Keen otter spotters say that the next few weeks could be the prime time to see an otter in their local rivers and waterways, some reporting a 70% success rate in their outings to see the rare animals.
Otters have been on the brink of extinction in Britain since the 1980, due to several issues such as water pollution, hunting and infections, and they now are protected by law against being killed, kept or sold.
Back in 1911, it was believed there were fewer than 2,000 otters, so the Fur Seal Treaty was implemented to preserve the species. Then, in the 1970s, otters were listed under the Endangered Species Act for further preservation. Thankfully, since the law’s implementation, numbers have begun to rise.
The last 10 years have seen an incredible recovery, with numbers increasing almost 40% between 2008 and 2011 and, although numbers have substantially risen, the population is still not as healthy as it once was.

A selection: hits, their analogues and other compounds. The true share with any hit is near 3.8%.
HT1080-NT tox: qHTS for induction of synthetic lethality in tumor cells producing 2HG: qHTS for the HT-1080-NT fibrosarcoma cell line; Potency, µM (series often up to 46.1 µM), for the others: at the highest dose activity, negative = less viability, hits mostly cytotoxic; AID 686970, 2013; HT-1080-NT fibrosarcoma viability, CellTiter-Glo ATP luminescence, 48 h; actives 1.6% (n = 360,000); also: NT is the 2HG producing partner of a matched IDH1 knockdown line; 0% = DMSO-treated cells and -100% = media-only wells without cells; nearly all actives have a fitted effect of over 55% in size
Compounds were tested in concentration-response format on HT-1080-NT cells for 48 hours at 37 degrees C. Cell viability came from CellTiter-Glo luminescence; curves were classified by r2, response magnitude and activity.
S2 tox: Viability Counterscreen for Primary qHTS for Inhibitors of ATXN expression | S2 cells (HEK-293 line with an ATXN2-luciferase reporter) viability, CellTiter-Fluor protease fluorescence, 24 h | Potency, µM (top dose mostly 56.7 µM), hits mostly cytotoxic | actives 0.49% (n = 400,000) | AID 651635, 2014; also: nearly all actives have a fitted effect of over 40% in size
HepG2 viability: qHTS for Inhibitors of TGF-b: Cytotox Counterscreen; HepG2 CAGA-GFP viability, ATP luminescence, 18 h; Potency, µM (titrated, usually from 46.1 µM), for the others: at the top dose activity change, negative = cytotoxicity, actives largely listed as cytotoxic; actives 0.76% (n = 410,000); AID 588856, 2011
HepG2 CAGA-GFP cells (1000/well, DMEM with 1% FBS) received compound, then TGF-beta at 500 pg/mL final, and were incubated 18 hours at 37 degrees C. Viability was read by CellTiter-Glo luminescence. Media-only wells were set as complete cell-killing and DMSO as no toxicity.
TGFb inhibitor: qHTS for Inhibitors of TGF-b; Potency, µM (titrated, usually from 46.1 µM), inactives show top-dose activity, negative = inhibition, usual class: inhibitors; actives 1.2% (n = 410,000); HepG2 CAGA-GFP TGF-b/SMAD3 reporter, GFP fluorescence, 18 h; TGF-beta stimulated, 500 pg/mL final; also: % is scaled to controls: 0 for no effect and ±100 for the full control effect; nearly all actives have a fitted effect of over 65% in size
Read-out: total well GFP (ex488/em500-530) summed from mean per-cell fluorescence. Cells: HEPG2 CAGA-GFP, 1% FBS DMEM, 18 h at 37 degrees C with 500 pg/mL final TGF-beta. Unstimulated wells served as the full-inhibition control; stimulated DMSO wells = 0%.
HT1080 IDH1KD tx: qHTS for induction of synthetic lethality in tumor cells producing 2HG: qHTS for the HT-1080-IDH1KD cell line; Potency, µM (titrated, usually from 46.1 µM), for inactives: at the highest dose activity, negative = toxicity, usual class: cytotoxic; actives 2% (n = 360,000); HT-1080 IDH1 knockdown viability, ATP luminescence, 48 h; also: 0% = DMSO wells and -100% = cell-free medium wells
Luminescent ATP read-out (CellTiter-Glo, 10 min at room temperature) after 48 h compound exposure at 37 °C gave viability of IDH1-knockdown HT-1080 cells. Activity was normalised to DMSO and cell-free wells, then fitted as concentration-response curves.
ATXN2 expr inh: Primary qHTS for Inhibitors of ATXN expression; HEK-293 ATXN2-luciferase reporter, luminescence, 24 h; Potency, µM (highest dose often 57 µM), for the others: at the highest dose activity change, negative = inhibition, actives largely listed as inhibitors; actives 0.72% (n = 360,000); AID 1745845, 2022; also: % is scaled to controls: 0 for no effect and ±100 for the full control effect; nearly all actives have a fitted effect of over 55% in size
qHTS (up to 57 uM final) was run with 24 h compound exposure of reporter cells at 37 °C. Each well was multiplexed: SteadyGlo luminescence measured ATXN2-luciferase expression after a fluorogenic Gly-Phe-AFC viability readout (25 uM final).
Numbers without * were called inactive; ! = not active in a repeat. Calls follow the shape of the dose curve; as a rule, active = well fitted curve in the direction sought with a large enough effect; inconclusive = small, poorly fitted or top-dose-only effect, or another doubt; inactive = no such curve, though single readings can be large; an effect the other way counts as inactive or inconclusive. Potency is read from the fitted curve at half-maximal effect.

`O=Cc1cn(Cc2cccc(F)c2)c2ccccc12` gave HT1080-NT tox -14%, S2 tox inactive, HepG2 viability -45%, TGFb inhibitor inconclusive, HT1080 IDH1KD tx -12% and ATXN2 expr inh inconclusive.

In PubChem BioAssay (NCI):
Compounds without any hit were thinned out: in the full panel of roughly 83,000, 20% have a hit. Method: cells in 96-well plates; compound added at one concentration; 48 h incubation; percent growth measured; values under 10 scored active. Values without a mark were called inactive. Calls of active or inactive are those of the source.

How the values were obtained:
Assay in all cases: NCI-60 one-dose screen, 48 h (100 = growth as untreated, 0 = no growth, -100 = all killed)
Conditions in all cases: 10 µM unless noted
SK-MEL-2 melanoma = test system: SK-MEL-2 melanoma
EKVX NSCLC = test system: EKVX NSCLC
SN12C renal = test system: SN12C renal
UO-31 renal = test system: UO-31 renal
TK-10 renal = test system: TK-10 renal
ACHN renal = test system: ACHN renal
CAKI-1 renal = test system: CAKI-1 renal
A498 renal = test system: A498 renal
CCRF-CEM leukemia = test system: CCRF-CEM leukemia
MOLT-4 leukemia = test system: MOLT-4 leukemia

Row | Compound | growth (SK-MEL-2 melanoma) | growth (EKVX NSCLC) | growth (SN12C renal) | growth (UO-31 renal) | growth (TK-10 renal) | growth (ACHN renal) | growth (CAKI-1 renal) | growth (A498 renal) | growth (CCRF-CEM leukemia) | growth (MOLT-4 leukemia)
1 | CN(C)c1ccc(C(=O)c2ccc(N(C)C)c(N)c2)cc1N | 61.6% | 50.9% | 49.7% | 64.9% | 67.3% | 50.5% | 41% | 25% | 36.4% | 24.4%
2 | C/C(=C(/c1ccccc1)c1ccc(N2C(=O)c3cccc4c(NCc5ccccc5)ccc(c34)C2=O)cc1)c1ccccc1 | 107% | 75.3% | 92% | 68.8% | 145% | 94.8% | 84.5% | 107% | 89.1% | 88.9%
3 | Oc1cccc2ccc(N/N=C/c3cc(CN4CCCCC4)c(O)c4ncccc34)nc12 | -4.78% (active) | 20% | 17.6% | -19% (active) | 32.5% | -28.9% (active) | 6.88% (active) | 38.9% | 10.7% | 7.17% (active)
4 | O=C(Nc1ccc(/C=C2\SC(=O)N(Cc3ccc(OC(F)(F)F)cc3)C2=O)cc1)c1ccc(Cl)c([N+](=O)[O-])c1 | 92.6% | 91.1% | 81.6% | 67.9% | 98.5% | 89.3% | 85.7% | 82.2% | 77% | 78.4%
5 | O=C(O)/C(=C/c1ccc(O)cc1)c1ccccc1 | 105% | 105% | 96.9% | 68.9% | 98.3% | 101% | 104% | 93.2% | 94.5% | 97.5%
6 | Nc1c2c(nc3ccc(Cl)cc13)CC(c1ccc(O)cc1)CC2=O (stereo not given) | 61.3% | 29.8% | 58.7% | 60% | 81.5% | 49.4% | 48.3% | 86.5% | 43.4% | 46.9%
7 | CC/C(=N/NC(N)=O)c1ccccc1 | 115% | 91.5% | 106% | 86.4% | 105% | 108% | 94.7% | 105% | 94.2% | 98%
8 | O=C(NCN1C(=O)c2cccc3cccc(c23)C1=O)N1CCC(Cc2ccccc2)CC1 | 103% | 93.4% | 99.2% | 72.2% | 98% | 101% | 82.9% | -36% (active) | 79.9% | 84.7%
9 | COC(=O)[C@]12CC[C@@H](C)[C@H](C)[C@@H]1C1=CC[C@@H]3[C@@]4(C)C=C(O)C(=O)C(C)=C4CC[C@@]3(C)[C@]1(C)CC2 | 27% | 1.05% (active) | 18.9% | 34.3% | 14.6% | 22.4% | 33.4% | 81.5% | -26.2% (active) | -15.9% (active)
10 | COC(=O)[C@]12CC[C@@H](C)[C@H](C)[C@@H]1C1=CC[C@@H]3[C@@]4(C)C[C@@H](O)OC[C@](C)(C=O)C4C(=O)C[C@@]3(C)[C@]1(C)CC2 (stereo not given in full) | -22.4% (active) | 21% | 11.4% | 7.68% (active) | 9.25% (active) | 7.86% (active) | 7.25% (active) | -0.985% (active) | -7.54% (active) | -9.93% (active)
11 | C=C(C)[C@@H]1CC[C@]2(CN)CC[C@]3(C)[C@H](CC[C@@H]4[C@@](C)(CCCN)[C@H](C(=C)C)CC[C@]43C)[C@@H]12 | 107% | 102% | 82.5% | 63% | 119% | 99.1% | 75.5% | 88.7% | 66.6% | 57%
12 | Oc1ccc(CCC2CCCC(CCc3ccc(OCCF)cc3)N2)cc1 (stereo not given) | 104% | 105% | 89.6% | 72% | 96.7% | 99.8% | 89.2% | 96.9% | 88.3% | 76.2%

Otter spotters have noted that the transition from summer to winter brings the otters closer to towns, making this the beginning of the prime season to see one of these special, playful creatures. The best time of day to take a peek at otters is early to mid-morning and the most important factor in otter spotting is patience. At this time of day, you will usually find them lingering around the water’s edge, near the entrance to their burrows.
Key signs of an otter’s presence are usually their distinctive droppings or holes in the water banks and surrounding ground. Once you find signs of these mysterious creatures, it is certainly worth visiting the site, daily if possible, to catch a glimpse.
Embrace this great opportunity and get out and about for a spot of otter spotting! Don’t forget your wet weather gear
when you go; you can never be too sure of the British weather!
Images: Peter Trimming
under Creative Commons